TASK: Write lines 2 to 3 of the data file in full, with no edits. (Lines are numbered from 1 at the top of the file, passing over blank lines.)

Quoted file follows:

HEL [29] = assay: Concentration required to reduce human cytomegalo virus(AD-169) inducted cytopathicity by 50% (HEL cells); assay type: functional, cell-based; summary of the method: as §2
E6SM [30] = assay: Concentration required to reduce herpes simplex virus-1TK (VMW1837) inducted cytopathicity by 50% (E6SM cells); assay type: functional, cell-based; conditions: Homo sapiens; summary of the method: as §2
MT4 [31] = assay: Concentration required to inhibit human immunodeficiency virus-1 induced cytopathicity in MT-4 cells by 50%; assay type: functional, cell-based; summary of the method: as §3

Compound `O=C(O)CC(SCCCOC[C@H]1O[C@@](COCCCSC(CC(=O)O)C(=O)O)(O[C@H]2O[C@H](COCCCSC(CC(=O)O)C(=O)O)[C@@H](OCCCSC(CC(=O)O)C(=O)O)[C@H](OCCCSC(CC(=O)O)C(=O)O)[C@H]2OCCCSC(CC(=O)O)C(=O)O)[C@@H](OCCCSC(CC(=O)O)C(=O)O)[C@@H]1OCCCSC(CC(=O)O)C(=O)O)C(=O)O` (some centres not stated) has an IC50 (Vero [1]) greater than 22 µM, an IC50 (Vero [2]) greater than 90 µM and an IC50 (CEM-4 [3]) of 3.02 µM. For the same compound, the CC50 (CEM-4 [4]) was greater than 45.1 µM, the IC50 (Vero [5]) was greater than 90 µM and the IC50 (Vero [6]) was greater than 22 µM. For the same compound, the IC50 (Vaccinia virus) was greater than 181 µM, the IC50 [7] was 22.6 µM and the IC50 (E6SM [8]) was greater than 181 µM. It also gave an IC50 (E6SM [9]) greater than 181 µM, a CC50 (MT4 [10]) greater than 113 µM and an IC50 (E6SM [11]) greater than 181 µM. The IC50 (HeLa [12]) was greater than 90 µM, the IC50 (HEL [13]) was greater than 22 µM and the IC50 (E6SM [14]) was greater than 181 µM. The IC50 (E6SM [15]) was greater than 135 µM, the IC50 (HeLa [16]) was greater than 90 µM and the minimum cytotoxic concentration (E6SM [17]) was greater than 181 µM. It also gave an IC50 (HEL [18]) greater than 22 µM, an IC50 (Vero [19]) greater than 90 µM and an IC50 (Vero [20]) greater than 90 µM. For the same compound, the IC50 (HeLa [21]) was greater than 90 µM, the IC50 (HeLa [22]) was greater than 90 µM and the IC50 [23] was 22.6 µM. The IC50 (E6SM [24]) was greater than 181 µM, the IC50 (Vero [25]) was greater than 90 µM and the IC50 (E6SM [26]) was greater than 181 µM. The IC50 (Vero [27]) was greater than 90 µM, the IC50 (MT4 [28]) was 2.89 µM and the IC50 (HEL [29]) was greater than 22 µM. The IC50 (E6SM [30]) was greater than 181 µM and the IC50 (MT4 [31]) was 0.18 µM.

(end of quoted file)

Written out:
E6SM [30] = assay: Concentration required to reduce herpes simplex virus-1TK (VMW1837) inducted cytopathicity by 50% (E6SM cells); assay type: functional, cell-based; conditions: Homo sapiens; summary of the method: as §2
MT4 [31] = assay: Concentration required to inhibit human immunodeficiency virus-1 induced cytopathicity in MT-4 cells by 50%; assay type: functional, cell-based; summary of the method: as §3